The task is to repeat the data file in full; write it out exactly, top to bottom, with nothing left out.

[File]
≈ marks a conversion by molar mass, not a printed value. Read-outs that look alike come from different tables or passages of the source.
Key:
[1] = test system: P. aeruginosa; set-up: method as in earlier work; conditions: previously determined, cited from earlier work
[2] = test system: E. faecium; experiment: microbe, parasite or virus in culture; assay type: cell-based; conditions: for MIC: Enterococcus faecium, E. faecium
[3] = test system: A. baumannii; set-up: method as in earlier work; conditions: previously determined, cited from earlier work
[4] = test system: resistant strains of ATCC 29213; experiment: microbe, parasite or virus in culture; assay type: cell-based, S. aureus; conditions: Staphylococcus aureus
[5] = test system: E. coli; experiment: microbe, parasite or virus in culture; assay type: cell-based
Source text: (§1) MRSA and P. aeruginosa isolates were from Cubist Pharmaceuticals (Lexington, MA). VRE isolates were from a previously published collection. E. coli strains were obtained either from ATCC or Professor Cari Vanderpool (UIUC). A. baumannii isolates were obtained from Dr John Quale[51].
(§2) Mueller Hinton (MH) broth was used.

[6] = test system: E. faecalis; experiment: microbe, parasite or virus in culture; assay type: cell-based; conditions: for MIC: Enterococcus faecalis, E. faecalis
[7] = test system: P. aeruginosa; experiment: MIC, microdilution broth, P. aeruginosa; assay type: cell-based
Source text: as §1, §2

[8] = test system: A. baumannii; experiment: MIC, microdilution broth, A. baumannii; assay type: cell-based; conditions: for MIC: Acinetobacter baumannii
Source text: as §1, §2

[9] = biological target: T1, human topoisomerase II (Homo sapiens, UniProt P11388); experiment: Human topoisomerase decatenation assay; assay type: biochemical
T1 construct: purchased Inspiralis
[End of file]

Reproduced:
≈ marks a conversion by molar mass, not a printed value. Read-outs that look alike come from different tables or passages of the source.
Key:
[1] = test system: P. aeruginosa; set-up: method as in earlier work; conditions: previously determined, cited from earlier work
[2] = test system: E. faecium; experiment: microbe, parasite or virus in culture; assay type: cell-based; conditions: for MIC: Enterococcus faecium, E. faecium
[3] = test system: A. baumannii; set-up: method as in earlier work; conditions: previously determined, cited from earlier work
[4] = test system: resistant strains of ATCC 29213; experiment: microbe, parasite or virus in culture; assay type: cell-based, S. aureus; conditions: Staphylococcus aureus
[5] = test system: E. coli; experiment: microbe, parasite or virus in culture; assay type: cell-based
Source text: (§1) MRSA and P. aeruginosa isolates were from Cubist Pharmaceuticals (Lexington, MA). VRE isolates were from a previously published collection. E. coli strains were obtained either from ATCC or Professor Cari Vanderpool (UIUC). A. baumannii isolates were obtained from Dr John Quale[51].
(§2) Mueller Hinton (MH) broth was used.

[6] = test system: E. faecalis; experiment: microbe, parasite or virus in culture; assay type: cell-based; conditions: for MIC: Enterococcus faecalis, E. faecalis
[7] = test system: P. aeruginosa; experiment: MIC, microdilution broth, P. aeruginosa; assay type: cell-based
Source text: as §1, §2

[8] = test system: A. baumannii; experiment: MIC, microdilution broth, A. baumannii; assay type: cell-based; conditions: for MIC: Acinetobacter baumannii
Source text: as §1, §2

[9] = biological target: T1, human topoisomerase II (Homo sapiens, UniProt P11388); experiment: Human topoisomerase decatenation assay; assay type: biochemical
T1 construct: purchased Inspiralis